published Thursday, February 9th, 2012

ASK A DOCTOR

Q: Why do I have excess gas?

A: Gas can be a problem if it is excessive or with foul odor. Passing gas comes either from swallowing air or production of gas by your bacteria. Excessive air swallowing usually results in belching unless the patient has had a hiatal hernia operation. In that case, the patient suffers from what is called gas bloat syndrome. Normal patients also can have difficulty digesting certain foods such as beans, legumes and other high-fiber foods. The end result is increased rectal gas. Most rectal gas is produced by bacteria in the bowel. Poorly digested carbohydrates or sugar reach the colon and are consumed or metabolized by bacteria and then produce gas. The type of bacteria will determine whether or not it is odorous. Thirty percent of adults have an enzyme deficiency that causes poor digestion of dairy products (called lactose intolerance). Some patients have trouble absorbing the sugar in fruits (fructose intolerance). Patients with a diagnosis of sprue or celiac disease develop a malabsorption of sugar or carbohydrates resulting in excess gas production. Treatment of gas usually includes alteration of the diet to reduce sugar reaching the colon. Antibiotics and probiotics can sometimes be tried. Treating constipation also may reduce gas production. Pepto-Bismol reduces the odor in some patients. Did you know it is normal to pass gas 10 to 20 times a day? Stop worrying and adjust your diet.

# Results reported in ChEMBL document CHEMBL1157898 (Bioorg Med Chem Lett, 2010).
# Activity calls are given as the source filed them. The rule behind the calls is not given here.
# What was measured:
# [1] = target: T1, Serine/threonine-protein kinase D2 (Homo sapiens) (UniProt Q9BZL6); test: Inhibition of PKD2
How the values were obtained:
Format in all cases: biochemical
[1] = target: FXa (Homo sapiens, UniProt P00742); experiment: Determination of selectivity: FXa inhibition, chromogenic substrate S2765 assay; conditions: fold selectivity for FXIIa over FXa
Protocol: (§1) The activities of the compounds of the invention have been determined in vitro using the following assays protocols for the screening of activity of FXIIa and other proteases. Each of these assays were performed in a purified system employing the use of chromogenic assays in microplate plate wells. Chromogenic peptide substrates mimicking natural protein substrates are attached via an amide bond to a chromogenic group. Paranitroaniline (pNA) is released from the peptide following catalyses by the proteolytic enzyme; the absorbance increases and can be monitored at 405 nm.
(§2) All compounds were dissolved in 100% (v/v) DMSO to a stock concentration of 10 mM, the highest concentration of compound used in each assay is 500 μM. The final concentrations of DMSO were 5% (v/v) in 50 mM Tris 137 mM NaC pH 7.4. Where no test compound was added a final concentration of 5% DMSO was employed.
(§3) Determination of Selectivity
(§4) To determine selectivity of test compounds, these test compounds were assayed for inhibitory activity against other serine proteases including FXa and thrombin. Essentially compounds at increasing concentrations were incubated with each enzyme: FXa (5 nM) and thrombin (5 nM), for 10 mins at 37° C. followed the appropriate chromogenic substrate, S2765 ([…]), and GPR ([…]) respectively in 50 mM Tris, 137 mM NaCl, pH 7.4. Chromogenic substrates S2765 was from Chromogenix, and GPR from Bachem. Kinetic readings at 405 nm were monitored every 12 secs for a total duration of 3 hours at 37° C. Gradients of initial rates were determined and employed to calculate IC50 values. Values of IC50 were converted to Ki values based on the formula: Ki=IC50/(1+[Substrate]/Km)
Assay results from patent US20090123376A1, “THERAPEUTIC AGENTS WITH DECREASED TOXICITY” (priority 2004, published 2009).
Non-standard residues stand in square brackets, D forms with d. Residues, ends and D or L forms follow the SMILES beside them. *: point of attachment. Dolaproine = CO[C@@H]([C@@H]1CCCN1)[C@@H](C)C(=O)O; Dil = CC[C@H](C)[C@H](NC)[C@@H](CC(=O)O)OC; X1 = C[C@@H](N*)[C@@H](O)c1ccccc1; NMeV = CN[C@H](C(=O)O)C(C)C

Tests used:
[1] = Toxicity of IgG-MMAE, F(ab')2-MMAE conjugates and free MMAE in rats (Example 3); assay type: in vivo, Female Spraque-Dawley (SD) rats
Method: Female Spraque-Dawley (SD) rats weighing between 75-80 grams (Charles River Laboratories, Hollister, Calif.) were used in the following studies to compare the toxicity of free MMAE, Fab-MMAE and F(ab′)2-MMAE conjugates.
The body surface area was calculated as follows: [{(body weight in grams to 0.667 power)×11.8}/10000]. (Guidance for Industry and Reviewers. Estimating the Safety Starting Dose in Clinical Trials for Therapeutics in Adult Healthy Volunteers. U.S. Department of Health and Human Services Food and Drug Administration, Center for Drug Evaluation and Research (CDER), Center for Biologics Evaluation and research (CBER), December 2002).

-- Dr. Richard A.Krause, medical director, ClinSearch; member, Chattanooga-Hamilton County Medical Society

Readers: To submit a question for a medical doctor, e-mail it to Clint Cooper at ccooper@timesfreepress.com. See this space each week for answers.

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